Home Investing and Finance Inflation Tendencies: What’s the Outlook?

Inflation Tendencies: What’s the Outlook?

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Inflation is perhaps the least understood phenomenon in all of economics. Once thought to be driven strictly by monetary factors, inflation today is seen as much more nuanced and complicated. Indeed, there is considerable debate as to its root causes and even how to appropriately measure it.

For the better part of a generation, economists were primarily concerned with inflation being too low, while the public at large had little interest one way or another. That has all changed in recent months, however; US voters now rank inflation as their top economic concern.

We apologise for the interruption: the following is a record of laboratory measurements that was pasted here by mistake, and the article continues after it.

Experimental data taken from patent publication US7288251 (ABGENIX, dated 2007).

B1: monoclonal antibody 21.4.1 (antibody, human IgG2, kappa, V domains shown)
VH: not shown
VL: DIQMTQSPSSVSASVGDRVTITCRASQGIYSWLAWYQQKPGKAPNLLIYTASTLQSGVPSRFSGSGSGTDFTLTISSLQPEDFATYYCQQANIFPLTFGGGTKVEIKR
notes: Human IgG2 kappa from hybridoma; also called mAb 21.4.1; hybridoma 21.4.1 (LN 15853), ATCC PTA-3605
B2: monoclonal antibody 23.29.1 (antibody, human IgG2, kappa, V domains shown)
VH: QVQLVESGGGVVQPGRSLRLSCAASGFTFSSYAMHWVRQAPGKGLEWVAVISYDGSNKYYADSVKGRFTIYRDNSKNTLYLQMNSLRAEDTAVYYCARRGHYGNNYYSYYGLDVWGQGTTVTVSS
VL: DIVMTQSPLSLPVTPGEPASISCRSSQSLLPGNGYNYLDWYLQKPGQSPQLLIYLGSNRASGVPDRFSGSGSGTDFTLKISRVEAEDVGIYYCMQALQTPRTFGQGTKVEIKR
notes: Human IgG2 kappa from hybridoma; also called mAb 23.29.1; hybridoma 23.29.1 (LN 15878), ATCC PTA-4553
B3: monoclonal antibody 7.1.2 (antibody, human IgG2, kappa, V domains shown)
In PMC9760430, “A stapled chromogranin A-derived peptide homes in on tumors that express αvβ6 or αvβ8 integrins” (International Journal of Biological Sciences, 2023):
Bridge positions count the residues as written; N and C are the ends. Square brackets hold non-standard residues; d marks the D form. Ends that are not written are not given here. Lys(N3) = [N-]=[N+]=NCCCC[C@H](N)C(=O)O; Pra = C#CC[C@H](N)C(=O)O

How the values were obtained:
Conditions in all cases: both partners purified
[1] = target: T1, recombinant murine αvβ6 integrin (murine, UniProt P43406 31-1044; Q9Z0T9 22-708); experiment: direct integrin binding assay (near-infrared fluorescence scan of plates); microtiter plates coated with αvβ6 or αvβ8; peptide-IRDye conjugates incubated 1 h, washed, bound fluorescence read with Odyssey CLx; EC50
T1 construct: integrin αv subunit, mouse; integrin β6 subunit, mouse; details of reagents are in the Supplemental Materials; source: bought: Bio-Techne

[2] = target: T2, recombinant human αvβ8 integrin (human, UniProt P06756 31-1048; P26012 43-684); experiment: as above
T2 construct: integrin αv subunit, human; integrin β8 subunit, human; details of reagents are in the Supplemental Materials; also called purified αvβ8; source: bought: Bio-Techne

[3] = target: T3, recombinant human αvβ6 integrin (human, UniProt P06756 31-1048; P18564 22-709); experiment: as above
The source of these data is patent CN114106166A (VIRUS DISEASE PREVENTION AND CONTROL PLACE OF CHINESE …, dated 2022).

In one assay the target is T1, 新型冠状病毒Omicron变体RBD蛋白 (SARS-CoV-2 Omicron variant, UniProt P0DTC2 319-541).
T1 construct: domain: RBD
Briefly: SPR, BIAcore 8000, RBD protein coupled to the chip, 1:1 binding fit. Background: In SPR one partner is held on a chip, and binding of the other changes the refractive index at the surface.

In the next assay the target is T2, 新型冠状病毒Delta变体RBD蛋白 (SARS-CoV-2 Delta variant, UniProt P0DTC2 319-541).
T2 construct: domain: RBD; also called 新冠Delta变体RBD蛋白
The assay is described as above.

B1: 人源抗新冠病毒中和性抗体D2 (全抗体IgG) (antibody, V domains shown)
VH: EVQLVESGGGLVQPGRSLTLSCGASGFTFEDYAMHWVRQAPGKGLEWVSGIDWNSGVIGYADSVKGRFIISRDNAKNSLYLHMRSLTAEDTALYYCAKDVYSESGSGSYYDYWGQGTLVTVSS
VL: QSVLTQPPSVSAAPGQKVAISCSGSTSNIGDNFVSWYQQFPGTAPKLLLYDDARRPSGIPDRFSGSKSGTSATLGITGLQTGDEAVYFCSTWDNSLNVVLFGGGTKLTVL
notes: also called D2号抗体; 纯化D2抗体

So, what happened, and what’s the outlook going forward?

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In March, the personal consumption and expenditures (PCE) index registered an astonishing 6.59% year-over-year (YoY) increase. The less volatile Core PCE index rose 5.18%, just below the 40-year high set the previous month. The surge in inflation has raised the possibility of structurally higher prices and of inflation expectations becoming “unanchored,” even if their role in controlling the price level is far from settled.

To understand the current inflation outlook, we first need to assess how different parts of the economy are contributing and how that affects the risks going forward. To untangle this riddle, I examined the more than 200 categories of goods and services included in the Core PCE index to determine whether inflation is broadly distributed or confined to select categories that are exerting an outsized influence. The methodology is loosely based on research from the Federal Reserve Bank of San Francisco.